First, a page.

As for my semi-rhetorical “why” in the matter of “why can’t everyone spell this right?” I could speculate on the situation. For one, many people speak Spanish as a second language anyway (speaking another indigenous language as well). Also, I think spelling is not a priority for much of anyone. A lot of people are too busy getting by to have time to give a damn about reading and spelling. I suspect that a lot of spelling correctly is due to seeing the word written correctly time after time. At least for me that’s the case. I’d never make it in a spelling bee because with many words I have to write it down and look at it like I’m reading it to know if it’s correct or not. So reading all the time is one way that many of us learn to spell.

But here, there are a ton of barriers to reading for pleasure. (Dear Cheyenne, I found an appropriate place to talk about books and libraries, finally!) First off, the cost of books is outrageous! Here in my small town, there’s not even a bookstore. Sometimes there are book fairs, where somebody sets up a stand to sell books. But a new book sells for 200 or 300 pesos (about 12-18 US dollars, which is more than lots of people make in two days!) Even used books are much more expensive than you’d find them in the US. And there are libraries, but the couple I’ve been in don’t have much selection and don’t have great lending policies. In one of them you had to leave your ID to borrow a book, which is problematic if you need your ID for anything. In another, they give you a library card, but you only get the book for a week. I’m spoiled rotten by my Louisville library system, where you get a book for 3 weeks and can renew on-line or over the phone.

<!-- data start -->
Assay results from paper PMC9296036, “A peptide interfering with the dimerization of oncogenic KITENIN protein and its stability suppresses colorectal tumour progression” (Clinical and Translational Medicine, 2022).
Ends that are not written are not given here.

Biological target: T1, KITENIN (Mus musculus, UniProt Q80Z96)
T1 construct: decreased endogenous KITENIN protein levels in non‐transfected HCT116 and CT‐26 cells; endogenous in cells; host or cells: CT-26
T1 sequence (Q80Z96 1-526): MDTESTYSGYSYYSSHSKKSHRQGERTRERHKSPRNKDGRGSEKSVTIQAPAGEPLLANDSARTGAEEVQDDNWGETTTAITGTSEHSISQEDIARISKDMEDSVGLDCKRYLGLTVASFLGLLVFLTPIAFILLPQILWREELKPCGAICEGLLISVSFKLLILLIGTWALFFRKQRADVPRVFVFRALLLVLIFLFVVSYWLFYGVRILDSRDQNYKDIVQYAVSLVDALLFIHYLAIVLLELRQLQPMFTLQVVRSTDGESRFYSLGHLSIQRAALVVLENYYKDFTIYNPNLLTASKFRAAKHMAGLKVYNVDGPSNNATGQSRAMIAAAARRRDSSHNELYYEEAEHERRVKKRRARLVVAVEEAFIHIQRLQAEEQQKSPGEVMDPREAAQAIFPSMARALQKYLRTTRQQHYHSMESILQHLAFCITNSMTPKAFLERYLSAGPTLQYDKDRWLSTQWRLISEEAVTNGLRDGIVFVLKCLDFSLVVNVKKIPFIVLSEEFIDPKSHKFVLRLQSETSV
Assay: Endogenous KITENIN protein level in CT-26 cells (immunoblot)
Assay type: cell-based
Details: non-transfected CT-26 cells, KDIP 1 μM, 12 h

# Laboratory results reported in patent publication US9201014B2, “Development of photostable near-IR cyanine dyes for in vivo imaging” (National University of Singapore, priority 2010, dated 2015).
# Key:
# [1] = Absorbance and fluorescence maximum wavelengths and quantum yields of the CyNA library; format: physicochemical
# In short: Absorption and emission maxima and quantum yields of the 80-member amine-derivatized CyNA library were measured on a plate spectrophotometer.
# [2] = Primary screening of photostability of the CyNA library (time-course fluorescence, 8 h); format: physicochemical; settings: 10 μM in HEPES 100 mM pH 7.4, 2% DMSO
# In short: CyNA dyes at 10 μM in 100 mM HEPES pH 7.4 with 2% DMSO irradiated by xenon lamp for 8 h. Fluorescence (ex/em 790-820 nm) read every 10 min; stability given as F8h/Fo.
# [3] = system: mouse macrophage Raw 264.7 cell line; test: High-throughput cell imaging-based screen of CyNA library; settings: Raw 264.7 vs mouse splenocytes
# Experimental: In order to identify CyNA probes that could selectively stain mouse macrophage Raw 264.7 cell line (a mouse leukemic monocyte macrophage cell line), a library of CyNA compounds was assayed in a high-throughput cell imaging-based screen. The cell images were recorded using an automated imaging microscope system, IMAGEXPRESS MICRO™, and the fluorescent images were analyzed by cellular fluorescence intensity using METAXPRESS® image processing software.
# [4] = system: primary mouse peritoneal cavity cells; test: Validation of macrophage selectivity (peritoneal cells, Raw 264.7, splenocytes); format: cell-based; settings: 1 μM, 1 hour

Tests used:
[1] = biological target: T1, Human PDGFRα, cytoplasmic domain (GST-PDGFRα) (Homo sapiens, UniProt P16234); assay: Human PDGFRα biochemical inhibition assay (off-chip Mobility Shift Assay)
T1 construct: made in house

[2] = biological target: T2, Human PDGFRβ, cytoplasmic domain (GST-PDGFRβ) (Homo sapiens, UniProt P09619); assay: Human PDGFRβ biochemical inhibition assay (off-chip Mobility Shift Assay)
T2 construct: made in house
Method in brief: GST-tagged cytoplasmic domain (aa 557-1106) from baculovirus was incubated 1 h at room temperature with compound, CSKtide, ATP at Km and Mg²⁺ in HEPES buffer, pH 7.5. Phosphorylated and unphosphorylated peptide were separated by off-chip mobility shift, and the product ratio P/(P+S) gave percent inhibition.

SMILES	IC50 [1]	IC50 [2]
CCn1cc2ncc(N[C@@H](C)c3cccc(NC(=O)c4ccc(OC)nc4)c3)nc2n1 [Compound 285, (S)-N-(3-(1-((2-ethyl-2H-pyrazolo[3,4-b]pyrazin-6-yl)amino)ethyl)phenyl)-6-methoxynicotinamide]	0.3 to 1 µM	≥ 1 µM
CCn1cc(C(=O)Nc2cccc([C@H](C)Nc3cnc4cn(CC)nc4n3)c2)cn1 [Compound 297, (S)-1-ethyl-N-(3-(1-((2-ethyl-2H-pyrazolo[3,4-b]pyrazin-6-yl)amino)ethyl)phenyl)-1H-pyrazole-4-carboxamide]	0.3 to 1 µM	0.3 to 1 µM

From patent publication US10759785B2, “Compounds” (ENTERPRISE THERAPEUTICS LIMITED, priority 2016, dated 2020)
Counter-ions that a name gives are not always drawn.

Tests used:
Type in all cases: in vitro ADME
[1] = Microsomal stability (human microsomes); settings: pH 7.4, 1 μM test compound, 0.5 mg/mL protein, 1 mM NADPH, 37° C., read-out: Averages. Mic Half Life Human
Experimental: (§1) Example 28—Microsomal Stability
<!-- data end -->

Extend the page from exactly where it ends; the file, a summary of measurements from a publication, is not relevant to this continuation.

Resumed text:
Even people who do read for pleasure and grew up in the library (like Conan) still frequently change around bs and vs and the like, so I think it just brings me back to the idea that nobody cares about it but me. And why do I care? Despite my training in youth and my personal adoration of grammar as a fun pasttime, I don’t speak or write perfectly in English or Spanish. Furthermore, thanks to international travel, I’m well aware of the plethora of differences in countries and even regions that people are always declaring as rights and wrongs, when really they’re just differences in use. They’re differences that actually make language more fun, more interesting- what makes it alive, and changing all the time. If I can accept that hueá means huevada in Chile, or that vos sos in Paraguay is just as legit as tú eres, that half six in Ireland can actually refer to the time 6:30, then why does it bug me if grasias is spelled with two s?

Yet part of me still cringes when I see it. Part of me wants to cry out that NO! It’s wrong, wrong I tell you! I suspect that this part of me that unconsciously buys into those mean old nuns who sent my Nonna home from school. This is the part of me that needs to know the correct answer so that people don’t treat me like I’m ignorant. But really, not spelling correctly is not what makes people ignorant, and incorrect spelling doesn’t speak at all about people’s character. It’s way more legitimate to write por fabor any which way you please (yay for having manners!) than to treat people poorly based on their usage of language. The real reason I love language is because it is, after all, a tool to be used for expression, not a set of rules to further oppression. So stop me the next time I palm-smack myself over some inconsequential error, and remind me what I tell my students: “Errors are the best!” Let’s all keep learning, folks!